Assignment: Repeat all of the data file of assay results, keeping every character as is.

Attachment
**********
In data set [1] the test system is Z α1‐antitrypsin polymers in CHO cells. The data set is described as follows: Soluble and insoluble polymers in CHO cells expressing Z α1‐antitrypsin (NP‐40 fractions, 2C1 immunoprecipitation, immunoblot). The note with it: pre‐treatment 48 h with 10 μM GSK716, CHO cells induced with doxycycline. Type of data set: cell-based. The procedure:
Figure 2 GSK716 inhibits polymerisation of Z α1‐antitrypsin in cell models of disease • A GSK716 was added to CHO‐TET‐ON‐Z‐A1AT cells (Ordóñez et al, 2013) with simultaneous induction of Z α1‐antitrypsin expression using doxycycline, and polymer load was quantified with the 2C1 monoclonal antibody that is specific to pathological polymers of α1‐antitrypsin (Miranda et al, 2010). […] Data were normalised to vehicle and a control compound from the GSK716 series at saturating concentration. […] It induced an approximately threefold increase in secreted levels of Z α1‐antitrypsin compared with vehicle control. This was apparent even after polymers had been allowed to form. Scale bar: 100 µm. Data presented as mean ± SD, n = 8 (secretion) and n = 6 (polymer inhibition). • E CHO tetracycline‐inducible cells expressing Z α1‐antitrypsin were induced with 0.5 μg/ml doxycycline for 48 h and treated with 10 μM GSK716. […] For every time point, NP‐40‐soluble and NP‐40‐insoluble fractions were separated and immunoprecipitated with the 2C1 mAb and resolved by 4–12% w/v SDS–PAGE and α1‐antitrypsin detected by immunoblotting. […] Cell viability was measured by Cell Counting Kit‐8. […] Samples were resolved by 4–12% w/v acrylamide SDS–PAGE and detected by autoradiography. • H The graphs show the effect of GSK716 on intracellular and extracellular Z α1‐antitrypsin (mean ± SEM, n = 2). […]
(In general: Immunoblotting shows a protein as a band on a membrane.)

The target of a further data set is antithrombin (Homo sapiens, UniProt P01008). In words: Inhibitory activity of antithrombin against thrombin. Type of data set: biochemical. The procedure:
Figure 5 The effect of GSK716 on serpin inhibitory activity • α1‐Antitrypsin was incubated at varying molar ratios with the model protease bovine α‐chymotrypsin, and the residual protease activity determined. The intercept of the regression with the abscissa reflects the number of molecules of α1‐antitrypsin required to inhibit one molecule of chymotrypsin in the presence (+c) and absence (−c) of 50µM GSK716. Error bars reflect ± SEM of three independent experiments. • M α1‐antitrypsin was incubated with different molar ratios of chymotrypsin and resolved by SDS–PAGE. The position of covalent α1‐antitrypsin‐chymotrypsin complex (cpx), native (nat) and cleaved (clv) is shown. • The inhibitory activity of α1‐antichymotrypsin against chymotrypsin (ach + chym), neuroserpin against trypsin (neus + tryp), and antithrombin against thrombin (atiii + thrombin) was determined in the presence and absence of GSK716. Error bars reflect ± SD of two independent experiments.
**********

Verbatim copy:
In data set [1] the test system is Z α1‐antitrypsin polymers in CHO cells. The data set is described as follows: Soluble and insoluble polymers in CHO cells expressing Z α1‐antitrypsin (NP‐40 fractions, 2C1 immunoprecipitation, immunoblot). The note with it: pre‐treatment 48 h with 10 μM GSK716, CHO cells induced with doxycycline. Type of data set: cell-based. The procedure:
Figure 2 GSK716 inhibits polymerisation of Z α1‐antitrypsin in cell models of disease • A GSK716 was added to CHO‐TET‐ON‐Z‐A1AT cells (Ordóñez et al, 2013) with simultaneous induction of Z α1‐antitrypsin expression using doxycycline, and polymer load was quantified with the 2C1 monoclonal antibody that is specific to pathological polymers of α1‐antitrypsin (Miranda et al, 2010). […] Data were normalised to vehicle and a control compound from the GSK716 series at saturating concentration. […] It induced an approximately threefold increase in secreted levels of Z α1‐antitrypsin compared with vehicle control. This was apparent even after polymers had been allowed to form. Scale bar: 100 µm. Data presented as mean ± SD, n = 8 (secretion) and n = 6 (polymer inhibition). • E CHO tetracycline‐inducible cells expressing Z α1‐antitrypsin were induced with 0.5 μg/ml doxycycline for 48 h and treated with 10 μM GSK716. […] For every time point, NP‐40‐soluble and NP‐40‐insoluble fractions were separated and immunoprecipitated with the 2C1 mAb and resolved by 4–12% w/v SDS–PAGE and α1‐antitrypsin detected by immunoblotting. […] Cell viability was measured by Cell Counting Kit‐8. […] Samples were resolved by 4–12% w/v acrylamide SDS–PAGE and detected by autoradiography. • H The graphs show the effect of GSK716 on intracellular and extracellular Z α1‐antitrypsin (mean ± SEM, n = 2). […]
(In general: Immunoblotting shows a protein as a band on a membrane.)

The target of a further data set is antithrombin (Homo sapiens, UniProt P01008). In words: Inhibitory activity of antithrombin against thrombin. Type of data set: biochemical. The procedure:
Figure 5 The effect of GSK716 on serpin inhibitory activity • α1‐Antitrypsin was incubated at varying molar ratios with the model protease bovine α‐chymotrypsin, and the residual protease activity determined. The intercept of the regression with the abscissa reflects the number of molecules of α1‐antitrypsin required to inhibit one molecule of chymotrypsin in the presence (+c) and absence (−c) of 50µM GSK716. Error bars reflect ± SEM of three independent experiments. • M α1‐antitrypsin was incubated with different molar ratios of chymotrypsin and resolved by SDS–PAGE. The position of covalent α1‐antitrypsin‐chymotrypsin complex (cpx), native (nat) and cleaved (clv) is shown. • The inhibitory activity of α1‐antichymotrypsin against chymotrypsin (ach + chym), neuroserpin against trypsin (neus + tryp), and antithrombin against thrombin (atiii + thrombin) was determined in the presence and absence of GSK716. Error bars reflect ± SD of two independent experiments.